THE NEW VIDEO CONTENT OPTIONS
by George McKechnie
The exceptional resolution and contrast available in today’s high performance TVs (and projectors) would be wasted without high definition video sources. In recent years, suppliers of video content (and the manufacturers who make the technology to play it) have been playing a catch-up game: TV manufacturers develop and release a new higher resolution video format, then the source vendors (video disc players, cable and satellite providers, and now streaming services) work hard to develop equipment and content that can fully exploit the potential of the new standard.
Blu-ray players, for example, were released on the heels of the success of high-definition (1080p) TV. Now that Ultra High Definition (UHD, or 4K) TV is a reality, the Blu-ray Consortium (which licenses and regulates the manufacture of Blu-ray players and discs) is in the process of upgrading their format to the new UHD standard. UHD video streaming will soon follow, as will higher-resolution Cable and Satellite services—although for these providers, delivering 4K content will be considerably more difficult, as it will involve costly infrastructure upgrades.
Rather than waiting for these sources to become available, manufacturers of UHD TVs have added technology to their sets that can up-convert lower-resolution signals to near UHD quality—making them very useful now. So far, the rate of consumer adoption for 4K TVs has grown much faster than predicted, and the prices have fallen more rapidly than expected, to the point that UHD has already become the de facto standard for the industry.
On the audio side, notable improvements have occurred as well: Surround Sound has morphed from 5.1 to 9.2. Some manufacturers have even implemented a 11.2 surround sound platform. Recently, Dolby Labs unveiled their new Atmos system, a major surround sound upgrade. Also, uncompressed streaming of digital audio content is increasingly available, as are higher-resolution digital audio devices to play back this superior-sounding music. For more on audio topics, see other Secrets of Smart Home Entertainment reports.
The choices available for buying video content is expanding rapidly each year, and competition in this sector is red hot. Consumers are increasingly turning away from cable and satellite providers, toward established broadband-based video delivery systems—like Netflix and Amazon On Demand. These companies are, in turn, being disrupted by upstarts like blip and mgo. For consumers, it is the best of times (for value and choice) and the worst of times (for understanding options and making informed decisions). With time, the competitive landscape should become more settled, and the choices clearer.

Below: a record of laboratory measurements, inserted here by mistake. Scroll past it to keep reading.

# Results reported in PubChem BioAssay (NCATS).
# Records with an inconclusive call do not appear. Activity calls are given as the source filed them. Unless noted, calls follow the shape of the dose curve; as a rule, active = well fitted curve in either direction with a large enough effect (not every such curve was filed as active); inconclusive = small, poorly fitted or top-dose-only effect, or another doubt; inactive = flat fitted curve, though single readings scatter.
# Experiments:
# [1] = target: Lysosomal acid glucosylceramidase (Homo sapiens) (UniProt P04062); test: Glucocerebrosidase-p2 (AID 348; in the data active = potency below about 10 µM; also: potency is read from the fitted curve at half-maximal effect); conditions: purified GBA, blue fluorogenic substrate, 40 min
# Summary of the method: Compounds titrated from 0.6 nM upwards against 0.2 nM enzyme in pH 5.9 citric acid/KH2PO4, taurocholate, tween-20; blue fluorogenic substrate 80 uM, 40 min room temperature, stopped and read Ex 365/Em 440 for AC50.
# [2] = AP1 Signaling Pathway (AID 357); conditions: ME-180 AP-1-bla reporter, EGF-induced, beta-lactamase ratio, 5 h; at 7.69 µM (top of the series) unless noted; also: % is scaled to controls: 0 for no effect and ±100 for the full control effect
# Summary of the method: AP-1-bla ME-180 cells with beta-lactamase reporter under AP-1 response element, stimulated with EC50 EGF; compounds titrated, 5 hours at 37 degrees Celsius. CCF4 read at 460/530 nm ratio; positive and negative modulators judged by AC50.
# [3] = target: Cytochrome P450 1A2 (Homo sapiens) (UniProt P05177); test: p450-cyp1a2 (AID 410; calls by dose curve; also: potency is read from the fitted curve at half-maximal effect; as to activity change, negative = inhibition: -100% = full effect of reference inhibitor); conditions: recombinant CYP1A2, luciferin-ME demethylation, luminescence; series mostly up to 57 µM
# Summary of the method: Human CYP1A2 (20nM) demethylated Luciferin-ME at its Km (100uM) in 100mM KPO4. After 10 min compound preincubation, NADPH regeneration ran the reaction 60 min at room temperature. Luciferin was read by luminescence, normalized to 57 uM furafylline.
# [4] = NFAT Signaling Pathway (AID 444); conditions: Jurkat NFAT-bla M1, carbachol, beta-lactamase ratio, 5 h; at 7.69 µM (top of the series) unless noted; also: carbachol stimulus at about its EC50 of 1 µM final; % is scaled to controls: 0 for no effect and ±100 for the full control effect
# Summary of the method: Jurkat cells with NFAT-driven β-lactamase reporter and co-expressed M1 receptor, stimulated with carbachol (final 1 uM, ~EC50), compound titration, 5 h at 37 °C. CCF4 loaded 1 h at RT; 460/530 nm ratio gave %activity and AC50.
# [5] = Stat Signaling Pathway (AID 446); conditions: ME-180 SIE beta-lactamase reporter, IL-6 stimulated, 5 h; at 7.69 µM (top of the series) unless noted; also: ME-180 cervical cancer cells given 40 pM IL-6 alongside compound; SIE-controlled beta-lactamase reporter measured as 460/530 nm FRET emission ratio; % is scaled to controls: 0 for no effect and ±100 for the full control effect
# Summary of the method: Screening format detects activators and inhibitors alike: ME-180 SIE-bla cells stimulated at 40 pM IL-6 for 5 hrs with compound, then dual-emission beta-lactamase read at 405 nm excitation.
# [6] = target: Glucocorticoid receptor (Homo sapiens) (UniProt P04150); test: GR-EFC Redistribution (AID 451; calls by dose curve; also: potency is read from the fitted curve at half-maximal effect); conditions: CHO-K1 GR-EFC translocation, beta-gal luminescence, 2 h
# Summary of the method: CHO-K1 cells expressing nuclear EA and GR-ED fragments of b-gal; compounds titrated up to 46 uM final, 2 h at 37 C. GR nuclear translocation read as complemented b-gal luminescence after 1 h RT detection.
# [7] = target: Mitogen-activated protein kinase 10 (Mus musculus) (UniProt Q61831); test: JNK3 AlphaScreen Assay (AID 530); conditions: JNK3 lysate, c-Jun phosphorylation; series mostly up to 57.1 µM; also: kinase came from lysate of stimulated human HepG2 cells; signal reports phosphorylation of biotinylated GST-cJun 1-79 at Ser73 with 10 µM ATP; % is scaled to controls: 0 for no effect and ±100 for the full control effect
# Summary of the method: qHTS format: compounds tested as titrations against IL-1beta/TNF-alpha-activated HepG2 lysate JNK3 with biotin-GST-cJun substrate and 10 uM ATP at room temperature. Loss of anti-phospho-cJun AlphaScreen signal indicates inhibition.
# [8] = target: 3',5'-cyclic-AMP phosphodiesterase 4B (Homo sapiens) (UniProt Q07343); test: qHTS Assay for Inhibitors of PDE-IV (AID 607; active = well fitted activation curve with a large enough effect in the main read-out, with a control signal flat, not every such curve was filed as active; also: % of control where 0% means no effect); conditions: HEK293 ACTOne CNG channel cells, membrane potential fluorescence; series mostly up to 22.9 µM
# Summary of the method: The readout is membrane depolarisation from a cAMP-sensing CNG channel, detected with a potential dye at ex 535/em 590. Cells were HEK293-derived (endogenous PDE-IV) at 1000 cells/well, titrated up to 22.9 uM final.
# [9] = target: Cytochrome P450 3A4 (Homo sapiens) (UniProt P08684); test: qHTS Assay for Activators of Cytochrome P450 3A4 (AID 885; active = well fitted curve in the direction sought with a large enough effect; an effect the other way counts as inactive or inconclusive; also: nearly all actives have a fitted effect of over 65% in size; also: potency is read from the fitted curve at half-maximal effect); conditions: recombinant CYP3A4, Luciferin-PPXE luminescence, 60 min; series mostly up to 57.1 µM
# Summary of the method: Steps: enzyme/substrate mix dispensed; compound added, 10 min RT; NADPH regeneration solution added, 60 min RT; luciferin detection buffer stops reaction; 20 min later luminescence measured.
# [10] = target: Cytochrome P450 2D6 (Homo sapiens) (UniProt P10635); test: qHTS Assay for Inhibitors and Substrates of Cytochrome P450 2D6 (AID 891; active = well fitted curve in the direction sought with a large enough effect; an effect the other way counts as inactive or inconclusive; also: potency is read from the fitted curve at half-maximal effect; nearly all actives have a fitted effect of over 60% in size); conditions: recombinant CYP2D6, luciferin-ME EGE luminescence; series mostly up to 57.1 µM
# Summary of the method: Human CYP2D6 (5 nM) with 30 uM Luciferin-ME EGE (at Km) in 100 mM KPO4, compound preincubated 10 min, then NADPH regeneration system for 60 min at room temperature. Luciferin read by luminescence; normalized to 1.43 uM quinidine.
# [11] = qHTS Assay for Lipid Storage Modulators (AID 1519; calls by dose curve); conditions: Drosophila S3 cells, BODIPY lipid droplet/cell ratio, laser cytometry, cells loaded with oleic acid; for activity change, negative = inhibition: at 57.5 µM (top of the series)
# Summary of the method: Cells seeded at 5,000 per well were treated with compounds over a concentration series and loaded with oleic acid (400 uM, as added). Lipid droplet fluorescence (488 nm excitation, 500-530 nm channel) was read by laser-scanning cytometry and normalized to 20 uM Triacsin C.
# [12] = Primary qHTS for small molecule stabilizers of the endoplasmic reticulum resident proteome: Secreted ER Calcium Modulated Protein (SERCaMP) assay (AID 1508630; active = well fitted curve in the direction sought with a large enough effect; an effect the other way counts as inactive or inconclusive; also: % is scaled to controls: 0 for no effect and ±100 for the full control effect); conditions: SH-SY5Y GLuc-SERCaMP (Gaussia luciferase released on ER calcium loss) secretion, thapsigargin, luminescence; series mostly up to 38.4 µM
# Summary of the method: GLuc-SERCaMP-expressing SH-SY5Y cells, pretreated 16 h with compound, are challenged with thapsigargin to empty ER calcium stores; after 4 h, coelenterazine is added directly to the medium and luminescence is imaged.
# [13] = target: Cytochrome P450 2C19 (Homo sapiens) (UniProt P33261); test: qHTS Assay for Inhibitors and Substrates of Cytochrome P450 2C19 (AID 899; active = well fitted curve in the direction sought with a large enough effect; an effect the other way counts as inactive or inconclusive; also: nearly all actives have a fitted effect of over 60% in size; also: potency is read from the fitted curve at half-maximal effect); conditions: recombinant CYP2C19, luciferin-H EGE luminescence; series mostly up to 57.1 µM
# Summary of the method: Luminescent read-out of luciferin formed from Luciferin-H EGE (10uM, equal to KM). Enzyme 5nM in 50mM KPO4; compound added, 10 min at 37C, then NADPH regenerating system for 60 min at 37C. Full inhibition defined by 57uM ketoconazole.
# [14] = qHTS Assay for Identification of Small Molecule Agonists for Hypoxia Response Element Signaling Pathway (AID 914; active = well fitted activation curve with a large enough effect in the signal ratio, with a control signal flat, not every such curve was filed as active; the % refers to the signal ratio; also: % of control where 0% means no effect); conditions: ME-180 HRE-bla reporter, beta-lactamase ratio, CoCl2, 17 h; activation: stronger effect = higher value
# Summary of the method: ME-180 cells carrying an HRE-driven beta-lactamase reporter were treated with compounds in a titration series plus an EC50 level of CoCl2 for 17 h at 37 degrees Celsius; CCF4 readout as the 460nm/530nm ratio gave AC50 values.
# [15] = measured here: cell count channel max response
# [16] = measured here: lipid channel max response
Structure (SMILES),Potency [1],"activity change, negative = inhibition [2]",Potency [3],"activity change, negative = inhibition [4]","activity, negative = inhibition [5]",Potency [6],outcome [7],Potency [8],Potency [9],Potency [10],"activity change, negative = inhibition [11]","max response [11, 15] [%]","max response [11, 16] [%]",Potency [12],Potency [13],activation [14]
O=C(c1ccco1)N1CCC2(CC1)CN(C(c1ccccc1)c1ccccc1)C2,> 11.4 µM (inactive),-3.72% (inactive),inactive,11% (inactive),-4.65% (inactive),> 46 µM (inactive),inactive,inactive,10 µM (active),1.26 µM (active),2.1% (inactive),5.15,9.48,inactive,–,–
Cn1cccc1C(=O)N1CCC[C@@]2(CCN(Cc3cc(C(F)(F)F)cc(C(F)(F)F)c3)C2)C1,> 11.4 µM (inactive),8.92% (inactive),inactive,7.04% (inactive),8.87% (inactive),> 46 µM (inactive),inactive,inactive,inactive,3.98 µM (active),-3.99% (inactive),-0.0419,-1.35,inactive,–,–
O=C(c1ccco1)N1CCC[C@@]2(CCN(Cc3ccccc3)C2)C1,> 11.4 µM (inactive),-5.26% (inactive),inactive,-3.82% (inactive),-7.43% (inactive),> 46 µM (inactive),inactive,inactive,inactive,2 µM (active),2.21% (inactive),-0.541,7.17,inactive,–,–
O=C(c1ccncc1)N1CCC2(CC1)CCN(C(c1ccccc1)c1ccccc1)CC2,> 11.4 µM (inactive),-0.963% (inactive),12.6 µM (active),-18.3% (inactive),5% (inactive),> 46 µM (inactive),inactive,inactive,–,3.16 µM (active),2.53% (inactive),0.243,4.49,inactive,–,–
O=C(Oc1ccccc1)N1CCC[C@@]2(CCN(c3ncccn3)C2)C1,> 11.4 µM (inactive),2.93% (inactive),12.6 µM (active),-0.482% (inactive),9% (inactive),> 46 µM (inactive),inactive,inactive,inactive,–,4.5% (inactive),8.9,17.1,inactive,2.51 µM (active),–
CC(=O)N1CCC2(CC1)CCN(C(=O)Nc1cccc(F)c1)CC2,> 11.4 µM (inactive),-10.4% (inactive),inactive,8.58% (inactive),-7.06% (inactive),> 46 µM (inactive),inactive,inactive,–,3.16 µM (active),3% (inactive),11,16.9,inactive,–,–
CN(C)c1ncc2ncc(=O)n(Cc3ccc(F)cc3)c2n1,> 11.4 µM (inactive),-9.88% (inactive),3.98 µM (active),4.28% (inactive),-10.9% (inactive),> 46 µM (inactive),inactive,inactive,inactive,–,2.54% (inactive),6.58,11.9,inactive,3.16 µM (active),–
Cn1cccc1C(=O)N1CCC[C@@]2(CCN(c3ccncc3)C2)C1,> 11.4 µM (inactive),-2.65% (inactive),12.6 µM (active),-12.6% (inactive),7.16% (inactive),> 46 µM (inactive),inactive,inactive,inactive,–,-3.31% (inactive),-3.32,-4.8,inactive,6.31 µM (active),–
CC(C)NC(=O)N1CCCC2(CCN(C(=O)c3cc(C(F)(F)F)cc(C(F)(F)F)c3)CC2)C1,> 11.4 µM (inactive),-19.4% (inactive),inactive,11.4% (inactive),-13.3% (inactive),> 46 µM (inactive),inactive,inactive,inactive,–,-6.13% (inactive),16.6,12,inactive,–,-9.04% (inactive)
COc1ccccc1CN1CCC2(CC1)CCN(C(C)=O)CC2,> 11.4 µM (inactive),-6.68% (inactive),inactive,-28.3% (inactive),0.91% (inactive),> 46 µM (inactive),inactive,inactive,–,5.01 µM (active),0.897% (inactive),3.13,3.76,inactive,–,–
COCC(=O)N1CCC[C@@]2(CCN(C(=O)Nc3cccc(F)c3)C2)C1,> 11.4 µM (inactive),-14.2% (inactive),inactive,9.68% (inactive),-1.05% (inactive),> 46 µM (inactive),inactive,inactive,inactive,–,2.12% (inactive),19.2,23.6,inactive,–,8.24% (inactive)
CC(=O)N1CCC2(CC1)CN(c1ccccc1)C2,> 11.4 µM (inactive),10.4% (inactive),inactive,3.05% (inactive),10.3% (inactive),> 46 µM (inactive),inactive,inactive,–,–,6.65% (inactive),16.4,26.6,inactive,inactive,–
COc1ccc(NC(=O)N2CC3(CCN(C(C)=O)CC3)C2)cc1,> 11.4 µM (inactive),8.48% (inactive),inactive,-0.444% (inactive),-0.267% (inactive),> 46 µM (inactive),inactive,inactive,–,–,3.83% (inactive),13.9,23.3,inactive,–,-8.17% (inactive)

Two important areas that are inhibiting the wholesale transition of consumers from cable and satellite services to the broadband delivery of content are sports and local news. Until the disruptors find ways to deliver this content, many consumers will feel torn between the old and the new—wanting the lower cost and broader choices that come with video streaming, but unwilling to give up professional sports and local programming.
In just a few years, Blu-ray players have all but replaced DVD machines in the marketplace. They can provide a true High Definition signal (1080p, vs 480p for DVDs), and are downward compatible—playing DVD and even CD discs. A diminishing number of consumers continue to purchase DVDs, mostly those who do not yet own the latest high definition (1080p or even 4k) TVs. Some manufacturers offer “universal” players which, in addition to the above formats, play the now-discontinued but very high quality SACD (Super-Audio CD) and DVD-Audio formats.
The current Blu-ray standard (so-called 1080p—for progressive scan) offers true HDTV (High Definition) resolution, and provides much higher image quality than the older DVD format. But to deliver this resolution, a Blu-ray player must be connected via an HDMI (digital) cable to a TV capable of displaying a 1080p image. Most current 1080p TVs also accept the lower-quality 720p analog signal (also known as 1080i, for interlaced) via the old component-video connection—also referred to as RGB (for Red-Green-Blue). A third wiring format, Composite, combines rudimentary analog video and audio feeds in a single coax cable. But it is now so obsolete and low performance that it has no place in discussions of Great Home Entertainment.
The Blu-ray Consortium (which licenses the format) recently stopped allowing manufacturers to include an analog (RGB) video output on Blu-ray machines. This older technology (see An Insiders Guide to Home Theater) cannot accommodate the watermark and handshake safeguards which movie studios now require manufacturers to implement, to prevent consumers from pirating their intellectual property by copying discs in the analog format. As a result, many older flat-panel TVs cannot accept the HDMI-only output of newer Blu-ray players. Converters are available, but they add cost and degrade the signal.
In 2014, the consortium announced plans to expand the Blu-ray format to accommodate the new UHD 4K standard. How rapidly this upgrade will become available is unclear at this point. But the better than expected adoption rate for 4K TVs suggests that it will be very soon. Meanwhile, Sony has developed a proprietary 4K device that plays content from their own movie studio only, and is compatible with Sony brand UHD TVs and projectors. Kaleidescape, a manufacturer of video storage equipment for consumers, has launched a video store that streams 4K video content to their players from many movie studios. The release of UHD Blu-ray discs and players will occur as soon as the Blu-Ray Consortium finalizes the technical parameters, and licenses studios and manufacturers to incorporate the upgrade into their manufacturing process.